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Thursday, November 16, 2006

Context Switches

Joel Spolsky responded to Dmitri Zimine's article about context swtiching. Dmitri talks about the developer pains caused by context switches and how abusing context switching can lead to lower productivity and less code for your dollar. Joel's response is that if you work against context switching, you are not being agile. He backs his reasoning with an example: a huge bug was discovered that crashed the browser for a loyal customer, so their 2.0 release was held back to fix this.

First of all, Joel declares that having two week release cycles is not agile, which I think is a faulty assumption to start with. Telling a client that they will have to wait two weeks for the feature of their dreams is not always the deal breaker situation Joel makes it out to be, in fact I would think most clients would be impressed if a company released a requested feature within two weeks.

More importantly, there is a huge difference between necessary and unnecessary context switches. The high priority bug fix that Joel mentions is indeed a good reason to switch contexts, however that doesn't mean that if some random person in Zimbabwe says that he wants them to add feature X before the next release, I would hardly think that would be a good reason to switch contexts and focus on X. There certainly should be some abstraction and safety nets in place to make sure that programmers switch context as little as possible but no less. To say, as Joel does, that a 30" monitor means that a great programmer should magically be able to switch context on demand for any reason is a gross over-generalization.

Abuse your car's clutch and it will eventually break, no matter how good of a car or how well you take care of the rest of it.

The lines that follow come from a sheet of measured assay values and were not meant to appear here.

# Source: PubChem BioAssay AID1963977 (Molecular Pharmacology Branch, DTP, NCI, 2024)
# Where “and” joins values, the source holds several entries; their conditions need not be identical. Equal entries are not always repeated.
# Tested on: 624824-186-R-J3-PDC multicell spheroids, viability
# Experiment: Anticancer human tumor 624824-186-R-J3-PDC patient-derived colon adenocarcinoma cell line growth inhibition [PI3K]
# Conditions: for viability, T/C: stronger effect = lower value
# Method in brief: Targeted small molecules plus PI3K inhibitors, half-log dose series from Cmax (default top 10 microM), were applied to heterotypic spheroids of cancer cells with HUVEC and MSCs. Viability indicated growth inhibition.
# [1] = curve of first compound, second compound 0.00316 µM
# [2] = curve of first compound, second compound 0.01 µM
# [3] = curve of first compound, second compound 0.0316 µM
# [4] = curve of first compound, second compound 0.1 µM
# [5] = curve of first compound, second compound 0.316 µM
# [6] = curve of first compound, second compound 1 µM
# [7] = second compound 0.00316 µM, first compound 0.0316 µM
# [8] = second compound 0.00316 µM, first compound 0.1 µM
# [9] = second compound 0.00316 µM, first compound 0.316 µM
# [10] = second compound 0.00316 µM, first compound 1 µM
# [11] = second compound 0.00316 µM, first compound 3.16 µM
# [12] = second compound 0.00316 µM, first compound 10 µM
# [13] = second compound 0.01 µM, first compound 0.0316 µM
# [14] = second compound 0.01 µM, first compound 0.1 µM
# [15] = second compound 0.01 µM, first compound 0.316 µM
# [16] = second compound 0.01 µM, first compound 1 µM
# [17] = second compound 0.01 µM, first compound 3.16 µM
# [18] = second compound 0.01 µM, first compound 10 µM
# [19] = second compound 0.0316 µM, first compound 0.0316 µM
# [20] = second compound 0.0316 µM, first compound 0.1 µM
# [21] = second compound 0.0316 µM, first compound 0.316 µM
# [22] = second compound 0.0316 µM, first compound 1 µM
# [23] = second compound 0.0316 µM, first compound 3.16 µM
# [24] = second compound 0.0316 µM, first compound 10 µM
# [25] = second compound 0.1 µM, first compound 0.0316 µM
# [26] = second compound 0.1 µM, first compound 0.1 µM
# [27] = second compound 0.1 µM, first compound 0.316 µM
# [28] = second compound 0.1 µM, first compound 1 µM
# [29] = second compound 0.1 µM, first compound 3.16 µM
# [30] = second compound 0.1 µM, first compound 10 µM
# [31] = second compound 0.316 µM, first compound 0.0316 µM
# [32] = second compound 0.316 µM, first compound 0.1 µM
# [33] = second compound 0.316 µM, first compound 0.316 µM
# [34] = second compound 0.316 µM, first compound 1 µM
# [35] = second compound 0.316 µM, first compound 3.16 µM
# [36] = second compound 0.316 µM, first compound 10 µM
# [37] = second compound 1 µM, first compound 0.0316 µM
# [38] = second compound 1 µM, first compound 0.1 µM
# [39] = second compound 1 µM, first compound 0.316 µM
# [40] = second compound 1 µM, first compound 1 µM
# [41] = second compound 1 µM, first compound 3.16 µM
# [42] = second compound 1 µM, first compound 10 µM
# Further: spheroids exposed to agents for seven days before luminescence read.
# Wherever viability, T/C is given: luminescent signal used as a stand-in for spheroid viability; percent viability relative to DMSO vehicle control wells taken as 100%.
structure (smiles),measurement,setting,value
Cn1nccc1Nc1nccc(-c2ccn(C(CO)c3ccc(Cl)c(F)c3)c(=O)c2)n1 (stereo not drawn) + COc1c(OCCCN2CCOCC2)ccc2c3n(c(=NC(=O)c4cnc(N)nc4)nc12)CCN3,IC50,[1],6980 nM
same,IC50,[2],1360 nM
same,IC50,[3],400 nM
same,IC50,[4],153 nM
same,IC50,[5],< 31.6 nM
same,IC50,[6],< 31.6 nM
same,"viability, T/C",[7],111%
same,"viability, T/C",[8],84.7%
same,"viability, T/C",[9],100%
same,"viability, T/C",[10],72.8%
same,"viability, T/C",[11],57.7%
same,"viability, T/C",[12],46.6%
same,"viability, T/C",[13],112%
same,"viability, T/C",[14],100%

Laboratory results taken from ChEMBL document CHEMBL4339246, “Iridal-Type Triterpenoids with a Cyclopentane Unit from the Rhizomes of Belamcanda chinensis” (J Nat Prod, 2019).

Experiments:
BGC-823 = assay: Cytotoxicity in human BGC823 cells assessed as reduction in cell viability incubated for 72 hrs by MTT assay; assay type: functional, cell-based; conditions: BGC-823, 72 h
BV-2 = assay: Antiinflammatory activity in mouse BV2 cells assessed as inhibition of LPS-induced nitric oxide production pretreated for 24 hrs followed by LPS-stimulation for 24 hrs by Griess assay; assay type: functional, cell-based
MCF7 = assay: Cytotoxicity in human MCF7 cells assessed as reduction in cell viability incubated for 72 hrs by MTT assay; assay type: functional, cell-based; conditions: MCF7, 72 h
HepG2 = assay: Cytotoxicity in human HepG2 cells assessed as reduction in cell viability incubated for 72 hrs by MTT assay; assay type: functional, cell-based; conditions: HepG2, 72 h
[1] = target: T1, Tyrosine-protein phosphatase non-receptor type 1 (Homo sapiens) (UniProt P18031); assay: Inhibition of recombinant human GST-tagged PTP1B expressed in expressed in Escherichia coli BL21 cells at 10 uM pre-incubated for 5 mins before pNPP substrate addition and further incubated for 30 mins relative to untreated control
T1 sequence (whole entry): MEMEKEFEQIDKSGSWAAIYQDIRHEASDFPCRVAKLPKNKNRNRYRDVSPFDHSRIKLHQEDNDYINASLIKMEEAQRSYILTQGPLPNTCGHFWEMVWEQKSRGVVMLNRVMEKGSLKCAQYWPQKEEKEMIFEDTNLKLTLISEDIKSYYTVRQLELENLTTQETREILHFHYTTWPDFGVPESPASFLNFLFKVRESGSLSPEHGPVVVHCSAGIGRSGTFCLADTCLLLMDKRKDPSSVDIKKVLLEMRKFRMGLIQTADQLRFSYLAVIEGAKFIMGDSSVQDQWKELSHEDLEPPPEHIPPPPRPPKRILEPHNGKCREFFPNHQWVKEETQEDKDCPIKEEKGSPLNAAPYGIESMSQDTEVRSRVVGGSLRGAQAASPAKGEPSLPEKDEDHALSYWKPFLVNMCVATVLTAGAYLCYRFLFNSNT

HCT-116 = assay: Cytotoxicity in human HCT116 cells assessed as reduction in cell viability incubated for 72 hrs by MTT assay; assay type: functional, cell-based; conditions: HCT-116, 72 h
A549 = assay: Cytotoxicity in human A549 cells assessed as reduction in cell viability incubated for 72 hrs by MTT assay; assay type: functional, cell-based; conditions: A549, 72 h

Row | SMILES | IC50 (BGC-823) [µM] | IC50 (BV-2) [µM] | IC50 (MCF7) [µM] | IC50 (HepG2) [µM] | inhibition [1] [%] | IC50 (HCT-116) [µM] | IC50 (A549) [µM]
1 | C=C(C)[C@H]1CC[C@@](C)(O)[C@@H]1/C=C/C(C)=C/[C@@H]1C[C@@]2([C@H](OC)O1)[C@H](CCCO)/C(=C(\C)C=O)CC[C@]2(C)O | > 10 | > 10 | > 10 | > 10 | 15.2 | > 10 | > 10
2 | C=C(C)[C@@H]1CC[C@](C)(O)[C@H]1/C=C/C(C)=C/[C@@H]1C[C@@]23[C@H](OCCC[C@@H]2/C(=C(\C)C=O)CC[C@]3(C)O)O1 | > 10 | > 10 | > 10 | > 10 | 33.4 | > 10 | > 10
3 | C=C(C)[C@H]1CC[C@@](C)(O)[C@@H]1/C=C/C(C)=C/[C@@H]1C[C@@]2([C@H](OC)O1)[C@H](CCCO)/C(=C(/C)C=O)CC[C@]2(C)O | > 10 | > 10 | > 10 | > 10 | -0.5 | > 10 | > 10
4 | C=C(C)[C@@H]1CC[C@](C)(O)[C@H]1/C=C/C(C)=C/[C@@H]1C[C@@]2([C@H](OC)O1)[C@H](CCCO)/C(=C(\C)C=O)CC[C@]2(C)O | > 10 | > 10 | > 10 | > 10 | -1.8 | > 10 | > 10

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6 Comments:

Blogger Curt Sampson said...

Your post strikes me as a very misguided characterisation of Joel's. For example, you say that, "Joel declares that having two week release cycles is not agile, which I think is a faulty assumption to start with. The closest thing to that I can find in Joel's article is: "It's not supposed to be about rigid programming teams who are so slavishly devoted to their Two Week Plans that they can't rearrange their schedule a bit to serve the needs of the customer."

Joe'l point, which he makes quite clearly, is that he feels that, "Dmitri is only looking at one side of the cost/benefit equation." You don't really address this at all, except perhaps to agree with it.

Looking at the original post, the only alternatives were to halt the entire iteration, or to completely ignore the issue until the next iteration. That's not agile.

A better approach, especially when you're that early in the iteration, is just to make up a new story for dealing with this issue and find a story (preferably one that's not been started) that can be swapped out for it. I do this sort of thing not infrequently, and if done with careful judgement, and knowledge of what sort of long-term effects this can have.

9:38 PM, November 16, 2006

 
Anonymous Anonymous said...

OT, but in case nobody's told you, your archive links are broken. Which is unfortunate for me, since I wanted to read everything!

8:05 AM, November 22, 2006

 
Blogger Lucas Carlson said...

Thanks for the note on the archives, that has been fixed.

10:39 AM, November 22, 2006

 
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